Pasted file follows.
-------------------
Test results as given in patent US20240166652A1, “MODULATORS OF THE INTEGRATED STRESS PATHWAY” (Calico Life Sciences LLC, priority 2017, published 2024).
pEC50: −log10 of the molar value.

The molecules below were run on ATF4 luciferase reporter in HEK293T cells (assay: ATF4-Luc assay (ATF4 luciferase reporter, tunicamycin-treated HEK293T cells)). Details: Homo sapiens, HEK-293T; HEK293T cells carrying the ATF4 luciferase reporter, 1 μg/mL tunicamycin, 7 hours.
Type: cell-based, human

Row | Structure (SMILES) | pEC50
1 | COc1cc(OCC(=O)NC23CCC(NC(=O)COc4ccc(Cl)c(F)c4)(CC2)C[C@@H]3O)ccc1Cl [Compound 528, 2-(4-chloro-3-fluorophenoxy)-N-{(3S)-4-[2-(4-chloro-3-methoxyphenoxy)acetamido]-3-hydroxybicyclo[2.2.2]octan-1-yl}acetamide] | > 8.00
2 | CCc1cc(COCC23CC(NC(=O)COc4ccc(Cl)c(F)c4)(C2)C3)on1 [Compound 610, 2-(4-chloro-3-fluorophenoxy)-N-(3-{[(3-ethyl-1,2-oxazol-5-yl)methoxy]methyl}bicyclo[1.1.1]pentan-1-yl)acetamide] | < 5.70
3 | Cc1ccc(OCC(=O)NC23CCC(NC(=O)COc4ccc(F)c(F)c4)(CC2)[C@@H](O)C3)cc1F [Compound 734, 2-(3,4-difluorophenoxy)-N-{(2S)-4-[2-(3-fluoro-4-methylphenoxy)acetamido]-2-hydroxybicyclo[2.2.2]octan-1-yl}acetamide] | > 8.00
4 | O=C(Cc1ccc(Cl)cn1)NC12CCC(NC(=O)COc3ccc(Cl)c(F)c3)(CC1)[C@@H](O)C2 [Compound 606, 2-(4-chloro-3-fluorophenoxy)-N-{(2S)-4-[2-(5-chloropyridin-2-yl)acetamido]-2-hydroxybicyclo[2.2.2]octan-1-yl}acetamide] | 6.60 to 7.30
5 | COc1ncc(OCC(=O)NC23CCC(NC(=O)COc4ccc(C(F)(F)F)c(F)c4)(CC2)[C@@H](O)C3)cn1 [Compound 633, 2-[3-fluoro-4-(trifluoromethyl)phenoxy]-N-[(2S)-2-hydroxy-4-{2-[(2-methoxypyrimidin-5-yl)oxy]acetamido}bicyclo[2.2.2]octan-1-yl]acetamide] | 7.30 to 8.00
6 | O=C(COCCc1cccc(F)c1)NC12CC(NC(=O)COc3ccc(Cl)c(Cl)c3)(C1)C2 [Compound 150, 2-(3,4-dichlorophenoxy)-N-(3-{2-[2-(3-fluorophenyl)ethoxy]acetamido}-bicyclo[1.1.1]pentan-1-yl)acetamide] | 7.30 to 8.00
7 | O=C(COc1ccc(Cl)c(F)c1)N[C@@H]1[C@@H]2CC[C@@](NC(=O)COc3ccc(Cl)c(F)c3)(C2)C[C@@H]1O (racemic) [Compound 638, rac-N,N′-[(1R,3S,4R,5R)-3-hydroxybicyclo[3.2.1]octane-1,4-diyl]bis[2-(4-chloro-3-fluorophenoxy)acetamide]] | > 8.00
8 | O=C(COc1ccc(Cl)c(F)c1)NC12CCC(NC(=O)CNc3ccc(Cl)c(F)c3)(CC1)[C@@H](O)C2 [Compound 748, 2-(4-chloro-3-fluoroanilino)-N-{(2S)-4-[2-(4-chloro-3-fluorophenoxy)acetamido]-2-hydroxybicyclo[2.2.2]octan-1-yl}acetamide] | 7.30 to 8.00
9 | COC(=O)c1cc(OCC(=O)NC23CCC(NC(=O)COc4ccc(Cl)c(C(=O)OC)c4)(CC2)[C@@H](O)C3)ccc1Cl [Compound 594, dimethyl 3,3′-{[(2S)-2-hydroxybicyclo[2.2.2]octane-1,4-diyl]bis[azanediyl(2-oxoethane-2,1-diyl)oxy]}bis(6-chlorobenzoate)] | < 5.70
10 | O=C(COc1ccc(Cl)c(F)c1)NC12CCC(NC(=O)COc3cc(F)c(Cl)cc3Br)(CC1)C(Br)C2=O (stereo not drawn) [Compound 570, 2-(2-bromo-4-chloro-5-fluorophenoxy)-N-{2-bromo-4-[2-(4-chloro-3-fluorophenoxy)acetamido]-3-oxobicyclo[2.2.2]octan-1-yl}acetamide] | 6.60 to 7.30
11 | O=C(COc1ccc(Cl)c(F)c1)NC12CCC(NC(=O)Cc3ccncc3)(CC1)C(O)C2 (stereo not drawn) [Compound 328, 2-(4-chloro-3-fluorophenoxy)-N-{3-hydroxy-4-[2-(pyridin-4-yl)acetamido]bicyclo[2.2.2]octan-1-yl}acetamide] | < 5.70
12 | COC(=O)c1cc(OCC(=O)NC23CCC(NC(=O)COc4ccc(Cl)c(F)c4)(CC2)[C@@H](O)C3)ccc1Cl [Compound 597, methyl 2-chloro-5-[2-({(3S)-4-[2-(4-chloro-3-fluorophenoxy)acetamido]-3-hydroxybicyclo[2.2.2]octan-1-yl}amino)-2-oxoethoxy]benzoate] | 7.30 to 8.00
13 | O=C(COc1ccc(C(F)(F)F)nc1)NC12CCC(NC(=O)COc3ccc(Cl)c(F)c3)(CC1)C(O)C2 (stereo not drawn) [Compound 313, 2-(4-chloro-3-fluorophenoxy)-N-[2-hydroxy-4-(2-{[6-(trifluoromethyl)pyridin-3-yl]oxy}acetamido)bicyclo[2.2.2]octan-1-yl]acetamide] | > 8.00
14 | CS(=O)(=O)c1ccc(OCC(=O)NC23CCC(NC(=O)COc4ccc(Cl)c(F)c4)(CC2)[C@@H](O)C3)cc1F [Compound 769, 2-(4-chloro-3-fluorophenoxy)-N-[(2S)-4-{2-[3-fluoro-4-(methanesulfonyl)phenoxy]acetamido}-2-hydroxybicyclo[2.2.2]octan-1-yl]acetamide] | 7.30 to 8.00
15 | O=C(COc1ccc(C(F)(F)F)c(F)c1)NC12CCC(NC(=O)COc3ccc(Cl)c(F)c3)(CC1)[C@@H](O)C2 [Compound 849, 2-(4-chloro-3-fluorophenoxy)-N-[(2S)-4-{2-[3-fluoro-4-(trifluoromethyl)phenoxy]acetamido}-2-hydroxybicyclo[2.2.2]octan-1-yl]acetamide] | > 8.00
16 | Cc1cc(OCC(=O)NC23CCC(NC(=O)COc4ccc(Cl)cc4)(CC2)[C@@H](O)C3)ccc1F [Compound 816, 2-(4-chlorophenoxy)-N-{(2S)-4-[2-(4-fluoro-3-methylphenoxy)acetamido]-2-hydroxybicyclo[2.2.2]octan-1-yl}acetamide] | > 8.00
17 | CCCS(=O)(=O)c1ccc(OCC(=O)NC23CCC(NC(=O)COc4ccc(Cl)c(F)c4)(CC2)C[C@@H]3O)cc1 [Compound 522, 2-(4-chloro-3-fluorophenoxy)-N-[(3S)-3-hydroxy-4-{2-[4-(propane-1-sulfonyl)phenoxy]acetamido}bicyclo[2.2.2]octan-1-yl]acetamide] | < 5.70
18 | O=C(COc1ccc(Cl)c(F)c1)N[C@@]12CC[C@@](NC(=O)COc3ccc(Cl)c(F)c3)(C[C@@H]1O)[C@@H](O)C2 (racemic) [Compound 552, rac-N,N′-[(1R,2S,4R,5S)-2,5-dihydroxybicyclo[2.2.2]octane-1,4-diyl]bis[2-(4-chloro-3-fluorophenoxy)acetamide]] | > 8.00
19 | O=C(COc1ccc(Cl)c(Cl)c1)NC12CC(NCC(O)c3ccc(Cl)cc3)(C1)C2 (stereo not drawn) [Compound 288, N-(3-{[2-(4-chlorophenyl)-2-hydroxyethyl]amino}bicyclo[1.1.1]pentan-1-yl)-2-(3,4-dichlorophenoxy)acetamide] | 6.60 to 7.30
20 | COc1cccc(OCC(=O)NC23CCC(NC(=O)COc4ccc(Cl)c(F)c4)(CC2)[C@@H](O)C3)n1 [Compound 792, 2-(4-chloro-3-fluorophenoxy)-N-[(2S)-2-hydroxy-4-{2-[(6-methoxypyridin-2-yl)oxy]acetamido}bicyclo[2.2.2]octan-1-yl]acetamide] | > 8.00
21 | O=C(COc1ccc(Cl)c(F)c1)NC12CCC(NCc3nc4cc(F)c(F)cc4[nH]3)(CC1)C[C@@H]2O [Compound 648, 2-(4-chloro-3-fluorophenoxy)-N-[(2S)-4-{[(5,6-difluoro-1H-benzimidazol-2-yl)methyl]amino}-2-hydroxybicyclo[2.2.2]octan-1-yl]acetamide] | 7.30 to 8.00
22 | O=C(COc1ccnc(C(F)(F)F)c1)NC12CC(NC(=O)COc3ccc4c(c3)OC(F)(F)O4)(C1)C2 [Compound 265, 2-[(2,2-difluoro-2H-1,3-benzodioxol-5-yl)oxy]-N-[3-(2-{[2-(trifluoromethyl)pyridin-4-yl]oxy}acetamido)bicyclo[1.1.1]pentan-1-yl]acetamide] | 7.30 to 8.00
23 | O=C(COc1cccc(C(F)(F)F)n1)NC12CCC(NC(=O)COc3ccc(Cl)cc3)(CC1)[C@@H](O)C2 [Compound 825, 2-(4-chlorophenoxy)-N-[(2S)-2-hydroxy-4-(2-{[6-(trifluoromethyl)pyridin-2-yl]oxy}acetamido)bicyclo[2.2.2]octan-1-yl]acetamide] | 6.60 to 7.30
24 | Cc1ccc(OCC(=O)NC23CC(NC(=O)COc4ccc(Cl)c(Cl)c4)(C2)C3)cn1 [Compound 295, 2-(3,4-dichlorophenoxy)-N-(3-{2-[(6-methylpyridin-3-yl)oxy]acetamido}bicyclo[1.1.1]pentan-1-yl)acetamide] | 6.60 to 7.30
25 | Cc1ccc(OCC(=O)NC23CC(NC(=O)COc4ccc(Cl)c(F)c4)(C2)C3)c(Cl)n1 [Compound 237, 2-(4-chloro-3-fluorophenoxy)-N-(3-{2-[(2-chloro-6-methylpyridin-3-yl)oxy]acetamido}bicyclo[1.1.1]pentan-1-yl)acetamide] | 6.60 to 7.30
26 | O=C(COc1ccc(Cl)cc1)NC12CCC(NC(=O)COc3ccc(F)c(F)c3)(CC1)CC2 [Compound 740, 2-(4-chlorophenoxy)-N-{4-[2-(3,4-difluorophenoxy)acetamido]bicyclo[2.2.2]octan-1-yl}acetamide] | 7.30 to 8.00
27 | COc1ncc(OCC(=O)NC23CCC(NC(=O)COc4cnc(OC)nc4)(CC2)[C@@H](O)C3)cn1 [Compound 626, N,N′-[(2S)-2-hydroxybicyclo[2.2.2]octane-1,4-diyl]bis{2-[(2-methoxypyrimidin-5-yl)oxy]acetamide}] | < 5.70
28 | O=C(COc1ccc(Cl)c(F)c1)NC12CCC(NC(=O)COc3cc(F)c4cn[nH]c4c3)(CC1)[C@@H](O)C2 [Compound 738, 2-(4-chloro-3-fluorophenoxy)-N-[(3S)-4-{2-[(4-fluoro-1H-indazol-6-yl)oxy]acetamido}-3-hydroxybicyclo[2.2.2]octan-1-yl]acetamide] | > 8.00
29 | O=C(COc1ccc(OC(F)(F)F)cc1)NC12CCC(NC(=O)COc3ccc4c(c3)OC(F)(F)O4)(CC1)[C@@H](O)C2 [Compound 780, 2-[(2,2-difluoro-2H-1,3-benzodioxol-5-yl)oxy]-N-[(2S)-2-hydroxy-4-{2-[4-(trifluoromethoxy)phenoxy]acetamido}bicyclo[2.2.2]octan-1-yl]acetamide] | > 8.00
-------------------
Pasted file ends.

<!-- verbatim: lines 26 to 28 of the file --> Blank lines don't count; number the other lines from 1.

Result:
21 | O=C(COc1ccc(Cl)c(F)c1)NC12CCC(NCc3nc4cc(F)c(F)cc4[nH]3)(CC1)C[C@@H]2O [Compound 648, 2-(4-chloro-3-fluorophenoxy)-N-[(2S)-4-{[(5,6-difluoro-1H-benzimidazol-2-yl)methyl]amino}-2-hydroxybicyclo[2.2.2]octan-1-yl]acetamide] | 7.30 to 8.00
22 | O=C(COc1ccnc(C(F)(F)F)c1)NC12CC(NC(=O)COc3ccc4c(c3)OC(F)(F)O4)(C1)C2 [Compound 265, 2-[(2,2-difluoro-2H-1,3-benzodioxol-5-yl)oxy]-N-[3-(2-{[2-(trifluoromethyl)pyridin-4-yl]oxy}acetamido)bicyclo[1.1.1]pentan-1-yl]acetamide] | 7.30 to 8.00
23 | O=C(COc1cccc(C(F)(F)F)n1)NC12CCC(NC(=O)COc3ccc(Cl)cc3)(CC1)[C@@H](O)C2 [Compound 825, 2-(4-chlorophenoxy)-N-[(2S)-2-hydroxy-4-(2-{[6-(trifluoromethyl)pyridin-2-yl]oxy}acetamido)bicyclo[2.2.2]octan-1-yl]acetamide] | 6.60 to 7.30